Description

REFERENCE TO RELATED APPLICATIONS

This Application claims priority to U.S. Provisional Patent Application No. 60/587,948 filed on Jul. 14, 2004. The '948 Application is incorporated by reference as if set forth fully herein.

FIELD OF THE INVENTION

The field of the invention generally relates to combustion engines. More specifically, the field of the invention relates to internal combustion rotary engines.

BACKGROUND OF THE INVENTION

Combustion engines that operate using a reciprocating piston suffer from a number of disadvantages. First and foremost is the inefficient manner in which components such as, for example, pistons are repeatedly accelerated, stopped, and reversed during operation of the engine. In this regard, conventional piston-based engines are both unbalanced and inefficient due to the constant momentum changes occurring within the engine. It has been estimated, for example, that about 13% of fuel energy is lost in a conventional piston-based engine due to internal friction and pumping losses.

In addition, in conventional piston-based engines, there is only a brief moment (if at all) when the torque arm is in its optimum configuration with the piston/connecting rod. This typically occurs a few degrees before the middle of the piston stroke. In fact, a true 90° (optimal) torque arm is never achieved in a conventional piston-based combustion engine.

The internal combustion rotary engine is one alternative to piston-based combustion engines which can mitigate, to some extent, these inherent inefficiencies. Felix Wankel is credited with inventing an internal combustion rotary engine which operates by using a triangular-shaped rotor spinning within a housing shaped in the manner of a epitrochoid (e.g., peanut-shaped). The internal combustion rotary engine includes a number of advantages over piston-based combustion engines.

First, internal combustion rotary engines are more lightweight and compact. Second, internal combustion rotary engines are smoother since there is no reciprocating motion of pistons. Third, internal combustion rotary engines have an extended power stroke rotation of the output shaft as compared to their piston-based counterparts. Fourth, there are fewer moving parts, e.g., no valves, connecting rods, cams, and timing chains. Timing of the intake and exhaust strokes are accomplished directly by the motion of the rotor. Fifth, internal combustion rotary engines have a generally flat torque curve because no valves are used. Sixth, combustion in internal combustion rotary engines are generally cooler than their piston-based counterparts. This means fewer oxides of nitrogen are created. Finally, internal combustion rotary engines separate the combustion region from the intake region, thereby making these engines good candidates for hydrogen fuel-based engines.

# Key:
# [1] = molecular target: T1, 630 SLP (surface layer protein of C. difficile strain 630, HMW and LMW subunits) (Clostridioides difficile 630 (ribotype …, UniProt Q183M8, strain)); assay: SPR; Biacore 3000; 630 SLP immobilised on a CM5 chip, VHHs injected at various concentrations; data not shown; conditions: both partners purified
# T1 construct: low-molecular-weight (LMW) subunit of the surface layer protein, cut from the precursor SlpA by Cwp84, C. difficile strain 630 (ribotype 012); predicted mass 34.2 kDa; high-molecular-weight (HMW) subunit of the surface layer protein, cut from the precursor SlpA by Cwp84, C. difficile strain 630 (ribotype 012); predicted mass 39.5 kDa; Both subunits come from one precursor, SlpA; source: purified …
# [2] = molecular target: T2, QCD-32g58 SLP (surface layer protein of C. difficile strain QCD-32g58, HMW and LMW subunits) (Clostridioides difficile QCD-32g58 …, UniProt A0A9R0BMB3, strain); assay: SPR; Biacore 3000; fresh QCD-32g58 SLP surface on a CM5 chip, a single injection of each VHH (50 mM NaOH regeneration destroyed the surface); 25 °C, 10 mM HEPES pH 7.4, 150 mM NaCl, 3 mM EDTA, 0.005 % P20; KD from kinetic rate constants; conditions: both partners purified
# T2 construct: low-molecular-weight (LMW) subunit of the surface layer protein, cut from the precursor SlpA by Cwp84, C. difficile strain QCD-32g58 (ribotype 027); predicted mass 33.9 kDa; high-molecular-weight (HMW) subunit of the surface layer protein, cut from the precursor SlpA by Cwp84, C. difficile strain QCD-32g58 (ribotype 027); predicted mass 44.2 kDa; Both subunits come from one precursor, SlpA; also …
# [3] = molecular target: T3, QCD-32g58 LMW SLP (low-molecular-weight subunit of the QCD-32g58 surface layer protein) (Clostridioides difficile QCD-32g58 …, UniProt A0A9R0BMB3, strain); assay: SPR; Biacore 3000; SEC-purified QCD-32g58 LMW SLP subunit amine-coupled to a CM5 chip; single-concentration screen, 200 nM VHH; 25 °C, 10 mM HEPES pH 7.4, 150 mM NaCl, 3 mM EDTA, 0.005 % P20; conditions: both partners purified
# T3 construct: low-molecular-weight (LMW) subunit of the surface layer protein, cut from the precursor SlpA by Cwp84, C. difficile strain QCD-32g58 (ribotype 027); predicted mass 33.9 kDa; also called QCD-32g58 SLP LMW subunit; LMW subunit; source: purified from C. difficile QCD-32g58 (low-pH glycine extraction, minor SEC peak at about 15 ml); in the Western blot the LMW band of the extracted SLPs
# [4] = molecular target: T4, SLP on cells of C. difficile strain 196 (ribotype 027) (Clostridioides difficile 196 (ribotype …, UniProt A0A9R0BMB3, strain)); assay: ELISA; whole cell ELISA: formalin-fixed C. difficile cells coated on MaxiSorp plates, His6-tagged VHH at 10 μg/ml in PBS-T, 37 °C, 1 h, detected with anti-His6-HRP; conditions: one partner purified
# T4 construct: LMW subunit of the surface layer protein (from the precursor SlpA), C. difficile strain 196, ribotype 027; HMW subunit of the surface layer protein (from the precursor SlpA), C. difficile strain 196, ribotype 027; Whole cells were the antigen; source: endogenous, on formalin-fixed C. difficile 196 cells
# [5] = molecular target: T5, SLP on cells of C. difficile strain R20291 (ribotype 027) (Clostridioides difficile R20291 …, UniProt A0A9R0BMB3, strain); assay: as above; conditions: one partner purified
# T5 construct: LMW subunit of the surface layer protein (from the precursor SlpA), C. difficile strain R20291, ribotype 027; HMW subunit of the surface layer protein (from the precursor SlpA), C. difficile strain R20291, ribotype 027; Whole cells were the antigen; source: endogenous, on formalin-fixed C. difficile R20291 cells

The problem with Wankel-type internal combustion rotary engines is that they generally leak combustion gases, making these types of engines less desirable. In addition, the rotational speed (i.e., revolutions per minute (RPM)) of Wankel-type internal combustion rotary engines is limited because of the manner in which the triangular rotor flip-flops around the interior of the epitrochoid housing.

There thus is a need for a true internal combustion rotary engine that is not limited in its rotational speed. In addition, there is a need for an internal combustion rotary engine that has very low emissions. In addition, there is a need for an internal combustion rotary engine that has high horsepower and high torque while at the same time is fuel efficient.

SUMMARY OF THE INVENTION

An internal combustion rotary engine includes a housing having an inlet and an outlet and a rotatable rotor centrally mounted within the housing. The rotor includes a plurality of pockets located about its circumference. The rotor is further connected to a rotor shaft that is mechanically connected to an output shaft. A rotatable elliptical body is disposed in each of the plurality of pockets. Each rotatable elliptical body is coupled to respective planet gears. Each of the respective planet gears is meshed with a centrally disposed fixed sun gear. In addition, an ignition source is disposed in each of the plurality of pockets. For each 360° rotation of the rotor, each elliptical body rotates through 720°. The rotary engine includes four separate regions in which the intake, compression, power, and exhaust strokes take place.